The rise of e-commerce has put shipping carriers in a position of power, squeezing the retailers who rely on them
Even if retailers manage to successfully scale their fulfillment capacity to meet the surge in demand for online orders, they face daunting challenges in the next link of the supply chain: dispatching online orders and delivering them to consumers’ doorsteps. The meteoric rise of e-commerce has created a supply and demand imbalance that puts carriers in a position of power. UPS, FedEx, and USPS are said to control about 95% of last-mile deliveries of third-party parcels.
E-commerce order volume grew by an average of 30% in the last year, the vast majority of which was residential deliveries
The businesses we surveyed reported that their e-commerce order volume grew by an average of 30 percent last year, with 37 percent reporting that it grew by as much as 50 percent and another 11 percent reporting that it grew by more than 50 percent. The vast majority of these shipments have been residential deliveries, which are inefficient and barely profitable (if profitable at all) for shipping carriers.
Why shipping carriers prefer commercial (B2B) to residential (B2C) deliveries
1. Residential deliveries are inefficient, one-package stops
In residential deliveries, there is an average of 1.2 pieces per delivery,whereas in commercial deliveries, the pieces per delivery is about 2-3.
2. In residential deliveries, stops aren’t in close proximity to each other
Compared to business deliveries, where drop-offs are in dense urban centers usually in close proximity to each other, residential deliveries are widespread and far-flung. This makes B2C deliveries slow and expensive to execute.
3. Residential deliveries are besieged with problems and inaccuracies
Whereas most business deliveries require a signature and are largely headache-free, residential deliveries are prone to porch piracy and delivery to incorrect addresses.
As a result of this unanticipated volume, 3 million packages a day were delivered late prior to the 2021 peak season
Because of this unanticipated spike in residential delivery volume, delivery on-time performance (OTP) — considered to be a key indicator of shipping carrier capabilities — has suffered. Even prior to the holiday season, FedEx, UPS, and USPS hadn’t caught up to the Covid crush of demand and were struggling with their volume capabilities.
ShipMatrix estimates that in September 2021, 3 million parcels per day were being delivered late. These late deliveries are a costly and burdensome problem for shipping carriers, who have negotiated money-back guarantees with retailers in the event of such delays.
To manage this volume and protect service levels, shipping carriers have cut service to thousands of brands and retailers
The rise of residential deliveries and the stress it’s placing on shipping carriers has led to an existential reckoning of the retailer and shipping carrier relationship, with shipping carriers actively culling accounts that are burdensome and unprofitable.
One Friday in June 2021, FedEx Freight announced that effective the coming Monday, it was immediately cutting service to 1,400 customers, giving the retailers virtually no time to make alternative shipping arrangements. This move impacted not only smaller businesses, but also larger brands such as Lowe’s and Costco. The backlash was so swift and instantaneous that FedEx immediately reinstated partial service to a portion of the affected customer base.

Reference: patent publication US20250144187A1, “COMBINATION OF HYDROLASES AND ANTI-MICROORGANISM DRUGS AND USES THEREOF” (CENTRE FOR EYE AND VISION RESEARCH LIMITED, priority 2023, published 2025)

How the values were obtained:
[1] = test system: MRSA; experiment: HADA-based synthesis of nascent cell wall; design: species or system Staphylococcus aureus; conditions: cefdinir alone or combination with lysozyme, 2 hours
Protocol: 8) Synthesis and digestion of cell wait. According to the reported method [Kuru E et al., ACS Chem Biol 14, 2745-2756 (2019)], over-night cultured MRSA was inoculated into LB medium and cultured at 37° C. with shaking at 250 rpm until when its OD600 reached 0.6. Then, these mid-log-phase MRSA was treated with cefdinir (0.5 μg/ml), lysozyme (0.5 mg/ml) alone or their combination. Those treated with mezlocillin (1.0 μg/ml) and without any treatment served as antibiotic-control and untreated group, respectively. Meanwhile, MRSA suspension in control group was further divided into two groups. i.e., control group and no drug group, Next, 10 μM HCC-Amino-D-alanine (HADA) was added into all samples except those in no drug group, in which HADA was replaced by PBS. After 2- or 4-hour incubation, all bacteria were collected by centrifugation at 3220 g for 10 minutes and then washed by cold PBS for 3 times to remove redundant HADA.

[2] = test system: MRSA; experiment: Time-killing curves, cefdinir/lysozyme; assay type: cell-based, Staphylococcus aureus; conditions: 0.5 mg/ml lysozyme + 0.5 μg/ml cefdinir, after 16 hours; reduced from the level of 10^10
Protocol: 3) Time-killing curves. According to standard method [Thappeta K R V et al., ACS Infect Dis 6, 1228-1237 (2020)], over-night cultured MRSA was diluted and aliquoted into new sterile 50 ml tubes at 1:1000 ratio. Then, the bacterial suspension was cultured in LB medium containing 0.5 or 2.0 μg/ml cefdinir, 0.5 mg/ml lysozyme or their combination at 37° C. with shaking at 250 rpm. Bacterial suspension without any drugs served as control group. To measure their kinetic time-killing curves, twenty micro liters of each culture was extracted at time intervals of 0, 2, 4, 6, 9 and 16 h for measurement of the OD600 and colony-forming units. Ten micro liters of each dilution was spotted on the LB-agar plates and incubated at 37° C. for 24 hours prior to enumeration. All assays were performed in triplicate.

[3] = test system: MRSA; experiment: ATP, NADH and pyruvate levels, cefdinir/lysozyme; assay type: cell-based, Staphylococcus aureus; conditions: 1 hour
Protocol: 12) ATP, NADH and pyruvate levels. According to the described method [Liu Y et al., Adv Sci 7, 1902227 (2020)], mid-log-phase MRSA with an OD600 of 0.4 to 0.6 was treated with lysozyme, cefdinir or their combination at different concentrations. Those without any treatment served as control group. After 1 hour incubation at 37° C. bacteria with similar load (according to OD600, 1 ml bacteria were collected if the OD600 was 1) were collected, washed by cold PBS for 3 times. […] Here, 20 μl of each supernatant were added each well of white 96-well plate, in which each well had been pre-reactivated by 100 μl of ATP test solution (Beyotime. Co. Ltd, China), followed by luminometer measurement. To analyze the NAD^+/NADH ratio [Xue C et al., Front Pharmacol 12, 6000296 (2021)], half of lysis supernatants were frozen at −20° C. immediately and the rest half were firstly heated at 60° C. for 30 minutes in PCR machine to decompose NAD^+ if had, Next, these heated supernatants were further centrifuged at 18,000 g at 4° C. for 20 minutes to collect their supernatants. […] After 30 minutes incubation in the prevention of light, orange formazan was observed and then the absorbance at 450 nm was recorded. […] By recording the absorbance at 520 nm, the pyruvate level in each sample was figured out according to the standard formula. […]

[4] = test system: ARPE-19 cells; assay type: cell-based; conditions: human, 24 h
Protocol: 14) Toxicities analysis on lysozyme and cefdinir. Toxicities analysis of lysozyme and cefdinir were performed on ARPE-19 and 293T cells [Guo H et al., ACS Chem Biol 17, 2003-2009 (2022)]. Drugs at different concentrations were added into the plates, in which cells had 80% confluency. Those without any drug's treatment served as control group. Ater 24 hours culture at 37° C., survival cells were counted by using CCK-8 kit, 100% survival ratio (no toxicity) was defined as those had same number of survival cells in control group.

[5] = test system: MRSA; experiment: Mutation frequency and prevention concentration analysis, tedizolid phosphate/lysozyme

This aggressive culling of accounts is the main reason that on-time performance metrics were strong during the 2021 holiday season, with FedEx hitting 97.4%, UPS 99%, and USPS 98.6% for the week of November 28th to December 4th. Framed differently, performance only improved because fewer residential deliveries were made.
In a 2021 Q3 earnings call, UPS CEO Carol Tome said, “We’re controlling the volume that comes into our network because we are laser-focused on revenue quality. We used to think that every package was the same; we don’t think that anymore. For some shippers, we’re no longer delivering their packages and that’s OK with us.”
That’s why retailers cite shipping carrier capacity limits as a top threat to their entire e-commerce business
We asked businesses what the biggest threats to their e-commerce business are, and shipping carrier capacity limits looms as a top threat, rivaling supply chain delays and eclipsing labor shortages and shipping and fulfillment costs.
Carriers have also aggressively raised their residential delivery rates, with the price of delivering a package increasing by 71% in just 5 years
For high-volume brands and retailers, punitive surcharges incurred by FedEx and UPS have dramatically increased the cost of doing business. Due to peak residential surcharges imposed at the onset of the pandemic, shipping a 2-lb package via ground from Chicago to NYC skyrocketed from a little more than $10 in 2016 to more than $18 in 2021, based on our estimates.
That’s an increase of 71% in just five years, inviting the question: with free shipping now a given for most consumers, how long can merchants continue to eat these costs?
That’s why retailers cite reducing shipping costs as a top factor for success in this coming year
The rising residential delivery surcharges have become untenable amongst the retailers we surveyed. They report that reducing shipping costs is a top factor for success, rivaling increasing fulfillment volume capacity and overshadowing all other priorities, including reducing reliance on manual labor and reducing the amount of out-of-stock inventory.
With no obvious alternative to the large shipping carriers, retailers will need to take a fundamentally different approach to fulfillment to fix this power imbalance.